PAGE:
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How Does a Norwegian Paint Easter Egg?

Easter is an important holiday in Norway, giving Norwegians a chance to celebrate the arrival of spring after the long, dark winter. Despite being a predominantly secular country, this holiday is eagerly welcomed by the people of Norway as a chance to celebrate the arrival of spring and to spend time with friends and family over a lengthy break from work and school.

The Norwegian word for Easter is Påske, a name derived from the Hebrew word "Pesach/Pasah" or Passover. In Norway, however, Easter does not pass over very quickly. Norway has the world's longest Easter holiday. Traditionally, Norwegian shops and work places are closed over Skjærtorsdag (Maundy Thursday), Langfredag (Good Friday) and the Monday following Easter Sunday, known as Andre Påskedag, or the Second Easter Day. Schools are usually closed for the entire week preceding Easter.

Evolving Traditions

Easter is basically a religious holiday that is marked with a number of holy days, religious practices and symbols. In addition, Norwegians have plenty of other non-religious things to do with all of these days off. It applies to everything from ancient traditions such as the use of Easter eggs, the Easter bunny and yellow Easter chicks, to more recent traditions like the Easter Crime Genre (påskekrim), Easter nuts and the Pagan-origin Easter tree.

Of course no holiday in Norway is complete without a large celebratory family meal. Because the Easter season includes several national holidays, Easter holiday for many becomes a time for family gatherings. The traditional Norwegian Easter lunch consists of boiled potato and vegetables with lamb meat, accompanied by Easter beer. The meal is followed by a selection of cakes and desserts as well as the ever-present Easter eggs. The lunch table is decorated with daffodils and other Easter decorations.

Mountain Trip and Skiing

Churches are naturally open for service through the Easter holiday for special services and enjoy higher attendance rates than on a normal Sunday. Many Norwegians choose Easter as one of their designated bi-annual visits to church.

Another Easter tradition unique to Norway is the mountain trip, where Easter is celebrated up in the mountains enjoying the sunshine, skiing, and eating oranges and Kvikk Lunsj, a famous chocolate bar comprising of crunchy wafer covered with milk chocolate.

The brown skin tone one gets after long outdoor days and sunbathing in the mountain air and snow-rich environments, are often called "Easter brown" (Påske Sol), while the increased traffic from the mountain in the first and last days of the holiday is called "Easter traffic”. Also "Easter Lead" is a term usually used for skiing at Easter, when the snow is often old, rough and grainy, wet during the daytime and crisp in the evenings.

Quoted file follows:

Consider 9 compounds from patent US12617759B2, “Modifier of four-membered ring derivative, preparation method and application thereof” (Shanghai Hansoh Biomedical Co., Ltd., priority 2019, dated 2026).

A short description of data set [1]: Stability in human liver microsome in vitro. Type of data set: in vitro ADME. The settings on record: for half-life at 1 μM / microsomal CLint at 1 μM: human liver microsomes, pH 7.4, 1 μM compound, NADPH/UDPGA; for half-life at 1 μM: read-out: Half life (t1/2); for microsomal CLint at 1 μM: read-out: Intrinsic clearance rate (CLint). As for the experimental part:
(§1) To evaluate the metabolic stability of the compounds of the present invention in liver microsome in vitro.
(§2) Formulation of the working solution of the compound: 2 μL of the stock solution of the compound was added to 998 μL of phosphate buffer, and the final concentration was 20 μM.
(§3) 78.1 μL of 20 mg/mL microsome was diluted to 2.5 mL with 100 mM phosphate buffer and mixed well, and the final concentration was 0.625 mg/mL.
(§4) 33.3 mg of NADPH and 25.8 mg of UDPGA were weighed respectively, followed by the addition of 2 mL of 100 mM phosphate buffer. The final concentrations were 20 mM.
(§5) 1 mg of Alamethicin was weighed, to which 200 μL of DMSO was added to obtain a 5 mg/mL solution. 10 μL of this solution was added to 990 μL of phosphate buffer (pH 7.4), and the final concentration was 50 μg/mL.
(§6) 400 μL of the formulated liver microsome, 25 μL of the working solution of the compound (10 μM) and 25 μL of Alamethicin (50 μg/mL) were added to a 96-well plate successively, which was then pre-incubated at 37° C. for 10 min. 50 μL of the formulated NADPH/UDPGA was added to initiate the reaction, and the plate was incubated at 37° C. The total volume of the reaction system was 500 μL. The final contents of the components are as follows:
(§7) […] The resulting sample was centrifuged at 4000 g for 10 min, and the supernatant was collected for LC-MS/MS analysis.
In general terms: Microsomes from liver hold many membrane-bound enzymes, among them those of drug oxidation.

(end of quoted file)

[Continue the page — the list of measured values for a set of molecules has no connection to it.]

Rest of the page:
More Domestic Celebration Styles

The settled image of Easter in a cabin up in the mountains, however, fades away year by year. The recent statistics on Norway's itinerary for the Easter holidays shows that Easter turns into a gathering celebrated at home. According to Statistics Bureau’s (SSB) latest data, only one out of ten Norwegians set on a journey.

However, "Easter at home" does not mean that they do not go anywhere. There are more locally arranged events at Easter from local Easter skiing to Easter Parade in Oslo, which began as a public walk in the middle of the 1800s.

Mountain trip habit is not the only evolving Easter tradition in the country. The celebration of the "quiet week" and the holy days of Easter has diversified with a number of folk traditions. For example, Good Friday, which used to be marked by serious, quiet contemplation and compassion for the suffering Jesus on the cross, now has turned into a regular festive day.

Another example is Maundy Thursday, which is a holiday in Norway, but not in Sweden. For many Norwegians, it has developed into a holiday associated with gardening and shopping. More specifically with shopping, the so-called “harrytur” or “Sverigedag” is now a common practice especially during Easter where Norwegians drive into Sweden and shop at the cheaper Swedish shopping centers near the Norwegian border, particularly in Strömstad.

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